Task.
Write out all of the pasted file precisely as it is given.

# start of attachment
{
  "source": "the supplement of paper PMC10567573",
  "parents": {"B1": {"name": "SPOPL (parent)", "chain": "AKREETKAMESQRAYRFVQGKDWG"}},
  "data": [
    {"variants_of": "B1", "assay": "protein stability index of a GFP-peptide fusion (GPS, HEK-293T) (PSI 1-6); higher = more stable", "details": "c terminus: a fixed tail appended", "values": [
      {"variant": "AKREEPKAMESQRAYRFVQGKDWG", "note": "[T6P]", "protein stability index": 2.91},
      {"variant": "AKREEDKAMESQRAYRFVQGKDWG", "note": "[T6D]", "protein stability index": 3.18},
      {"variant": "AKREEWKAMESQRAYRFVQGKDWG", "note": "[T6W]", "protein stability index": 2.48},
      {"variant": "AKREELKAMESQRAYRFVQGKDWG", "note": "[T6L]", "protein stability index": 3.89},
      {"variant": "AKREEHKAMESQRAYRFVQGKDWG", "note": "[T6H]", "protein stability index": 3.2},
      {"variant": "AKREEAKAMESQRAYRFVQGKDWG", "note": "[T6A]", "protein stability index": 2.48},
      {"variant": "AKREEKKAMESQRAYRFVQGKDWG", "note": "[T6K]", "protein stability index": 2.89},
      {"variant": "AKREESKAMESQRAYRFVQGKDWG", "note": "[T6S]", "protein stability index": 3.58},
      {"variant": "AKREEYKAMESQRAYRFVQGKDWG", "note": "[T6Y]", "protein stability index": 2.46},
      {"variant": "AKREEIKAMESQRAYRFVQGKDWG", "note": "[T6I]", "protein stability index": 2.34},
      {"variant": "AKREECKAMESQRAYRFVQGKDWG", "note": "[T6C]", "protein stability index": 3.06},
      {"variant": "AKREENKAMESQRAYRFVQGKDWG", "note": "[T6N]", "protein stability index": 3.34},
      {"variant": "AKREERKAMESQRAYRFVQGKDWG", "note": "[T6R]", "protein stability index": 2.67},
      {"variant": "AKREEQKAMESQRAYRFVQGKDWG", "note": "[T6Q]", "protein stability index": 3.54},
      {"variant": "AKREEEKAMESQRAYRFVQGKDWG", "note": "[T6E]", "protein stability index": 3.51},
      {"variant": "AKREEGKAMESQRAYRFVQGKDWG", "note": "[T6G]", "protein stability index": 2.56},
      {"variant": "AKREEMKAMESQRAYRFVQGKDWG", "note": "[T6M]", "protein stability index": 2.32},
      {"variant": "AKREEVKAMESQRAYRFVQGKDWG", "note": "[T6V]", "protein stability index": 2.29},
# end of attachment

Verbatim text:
{
  "source": "the supplement of paper PMC10567573",
  "parents": {"B1": {"name": "SPOPL (parent)", "chain": "AKREETKAMESQRAYRFVQGKDWG"}},
  "data": [
    {"variants_of": "B1", "assay": "protein stability index of a GFP-peptide fusion (GPS, HEK-293T) (PSI 1-6); higher = more stable", "details": "c terminus: a fixed tail appended", "values": [
      {"variant": "AKREEPKAMESQRAYRFVQGKDWG", "note": "[T6P]", "protein stability index": 2.91},
      {"variant": "AKREEDKAMESQRAYRFVQGKDWG", "note": "[T6D]", "protein stability index": 3.18},
      {"variant": "AKREEWKAMESQRAYRFVQGKDWG", "note": "[T6W]", "protein stability index": 2.48},
      {"variant": "AKREELKAMESQRAYRFVQGKDWG", "note": "[T6L]", "protein stability index": 3.89},
      {"variant": "AKREEHKAMESQRAYRFVQGKDWG", "note": "[T6H]", "protein stability index": 3.2},
      {"variant": "AKREEAKAMESQRAYRFVQGKDWG", "note": "[T6A]", "protein stability index": 2.48},
      {"variant": "AKREEKKAMESQRAYRFVQGKDWG", "note": "[T6K]", "protein stability index": 2.89},
      {"variant": "AKREESKAMESQRAYRFVQGKDWG", "note": "[T6S]", "protein stability index": 3.58},
      {"variant": "AKREEYKAMESQRAYRFVQGKDWG", "note": "[T6Y]", "protein stability index": 2.46},
      {"variant": "AKREEIKAMESQRAYRFVQGKDWG", "note": "[T6I]", "protein stability index": 2.34},
      {"variant": "AKREECKAMESQRAYRFVQGKDWG", "note": "[T6C]", "protein stability index": 3.06},
      {"variant": "AKREENKAMESQRAYRFVQGKDWG", "note": "[T6N]", "protein stability index": 3.34},
      {"variant": "AKREERKAMESQRAYRFVQGKDWG", "note": "[T6R]", "protein stability index": 2.67},
      {"variant": "AKREEQKAMESQRAYRFVQGKDWG", "note": "[T6Q]", "protein stability index": 3.54},
      {"variant": "AKREEEKAMESQRAYRFVQGKDWG", "note": "[T6E]", "protein stability index": 3.51},
      {"variant": "AKREEGKAMESQRAYRFVQGKDWG", "note": "[T6G]", "protein stability index": 2.56},
      {"variant": "AKREEMKAMESQRAYRFVQGKDWG", "note": "[T6M]", "protein stability index": 2.32},
      {"variant": "AKREEVKAMESQRAYRFVQGKDWG", "note": "[T6V]", "protein stability index": 2.29},